THOMAS CLARK: WHO WILL THE PIPELINE REALLY BENEFIT? There is an open question about whether the Atlantic Coast Pipeline is for a legitimate public use. Atlantic Coast Pipeline LLC is owned by utilities that have contracts to purchase 93 percent of the gas it would transport once the pipeline is operational. This arrangement calls into question whether the Atlantic Coast Pipeline will serve the public interest or serve the interest of Duke and Dominion and their shareholders, and not the captive ratepayers. For example: Duke Energy owns Duke Energy Progress, which has contracted for 452,750 dekatherms per day from Atlantic Coast Pipeline LLC; it owns Duke Energy Carolinas, which has contracted for 272,250 dekatherms per day; it owns Piedmont Natural Gas, which has contracted for 160,000 dekatherms per day. So one may ask, is the Atlantic Coast Pipeline really for the ratepayers or to line the pockets of Duke, Dominion and their shareholders?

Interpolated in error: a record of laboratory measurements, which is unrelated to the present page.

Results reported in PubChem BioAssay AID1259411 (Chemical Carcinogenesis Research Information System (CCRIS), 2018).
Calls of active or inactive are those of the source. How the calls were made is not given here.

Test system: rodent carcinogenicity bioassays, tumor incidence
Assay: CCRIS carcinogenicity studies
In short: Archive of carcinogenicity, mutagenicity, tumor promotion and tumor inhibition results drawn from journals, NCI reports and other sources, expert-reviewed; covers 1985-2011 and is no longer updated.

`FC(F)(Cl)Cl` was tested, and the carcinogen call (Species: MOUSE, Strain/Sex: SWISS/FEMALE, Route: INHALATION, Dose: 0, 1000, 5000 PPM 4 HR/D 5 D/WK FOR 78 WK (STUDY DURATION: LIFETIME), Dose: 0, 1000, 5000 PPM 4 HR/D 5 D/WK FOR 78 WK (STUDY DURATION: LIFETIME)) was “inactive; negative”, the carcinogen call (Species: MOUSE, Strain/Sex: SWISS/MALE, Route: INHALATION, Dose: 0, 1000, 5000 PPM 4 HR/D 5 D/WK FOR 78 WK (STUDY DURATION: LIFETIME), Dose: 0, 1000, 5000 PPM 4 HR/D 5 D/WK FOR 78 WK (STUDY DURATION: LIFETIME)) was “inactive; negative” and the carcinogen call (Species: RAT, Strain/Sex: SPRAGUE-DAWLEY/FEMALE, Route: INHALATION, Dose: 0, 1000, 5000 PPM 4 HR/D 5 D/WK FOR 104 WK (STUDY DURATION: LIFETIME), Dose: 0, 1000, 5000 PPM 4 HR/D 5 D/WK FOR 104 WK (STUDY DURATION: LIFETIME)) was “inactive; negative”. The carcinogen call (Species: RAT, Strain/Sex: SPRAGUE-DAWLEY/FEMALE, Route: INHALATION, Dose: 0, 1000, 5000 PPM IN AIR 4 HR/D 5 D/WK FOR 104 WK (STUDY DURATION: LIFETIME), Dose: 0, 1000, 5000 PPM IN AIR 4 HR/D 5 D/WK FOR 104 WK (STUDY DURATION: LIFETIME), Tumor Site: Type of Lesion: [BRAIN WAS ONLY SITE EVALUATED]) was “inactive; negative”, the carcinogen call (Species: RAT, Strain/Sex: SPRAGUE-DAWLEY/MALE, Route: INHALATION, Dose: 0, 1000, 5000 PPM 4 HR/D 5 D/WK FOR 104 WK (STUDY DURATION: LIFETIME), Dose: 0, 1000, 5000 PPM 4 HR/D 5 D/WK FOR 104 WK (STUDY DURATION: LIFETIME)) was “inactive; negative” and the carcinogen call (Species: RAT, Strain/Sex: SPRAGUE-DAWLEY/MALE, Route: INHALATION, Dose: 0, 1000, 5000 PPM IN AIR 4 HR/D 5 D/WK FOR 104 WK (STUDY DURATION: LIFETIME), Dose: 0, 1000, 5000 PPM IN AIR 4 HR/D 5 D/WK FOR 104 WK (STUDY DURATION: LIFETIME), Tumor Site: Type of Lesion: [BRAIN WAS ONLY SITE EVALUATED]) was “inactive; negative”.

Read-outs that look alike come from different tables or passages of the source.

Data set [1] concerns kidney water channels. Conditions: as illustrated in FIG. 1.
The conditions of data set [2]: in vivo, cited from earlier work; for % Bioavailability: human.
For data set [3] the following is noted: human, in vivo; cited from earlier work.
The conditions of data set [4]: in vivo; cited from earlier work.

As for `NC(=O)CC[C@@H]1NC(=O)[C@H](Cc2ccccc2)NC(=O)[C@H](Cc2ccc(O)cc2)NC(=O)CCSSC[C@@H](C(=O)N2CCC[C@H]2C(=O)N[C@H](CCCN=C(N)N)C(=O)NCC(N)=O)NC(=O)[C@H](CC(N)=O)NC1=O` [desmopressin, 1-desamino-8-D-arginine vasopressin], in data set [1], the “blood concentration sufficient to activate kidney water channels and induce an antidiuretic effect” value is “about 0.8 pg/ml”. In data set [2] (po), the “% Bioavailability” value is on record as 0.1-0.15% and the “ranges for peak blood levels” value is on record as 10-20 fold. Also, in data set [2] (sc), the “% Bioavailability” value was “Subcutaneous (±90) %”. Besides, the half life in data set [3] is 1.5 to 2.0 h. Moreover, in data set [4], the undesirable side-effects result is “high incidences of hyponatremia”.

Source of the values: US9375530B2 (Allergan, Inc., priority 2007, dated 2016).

PROFESSOR STANLEY BAKER: COUNSELORS, EDUCATORS MUST REACH OUT TO LOW-INCOME STUDENTS: Regarding the May 23 news article “5 ways to boost bright low-income students”: School counselors are well positioned to play an important role in helping all qualified students receive the necessary educational instruction for access to higher education opportunities. To discover students who may be overlooked requires proactive behaviors. Large student-to-counselor ratios force counselors to devote much of their time to reactive behaviors, leaving little time left for actively discovering inequities in student course placements. Smaller student-to-counselor ratios would help considerably. Education leaders also play an important role. If school principals believe equity in course choice is important, then their counselors are more likely to be encouraged or directed to identify students who are being overlooked.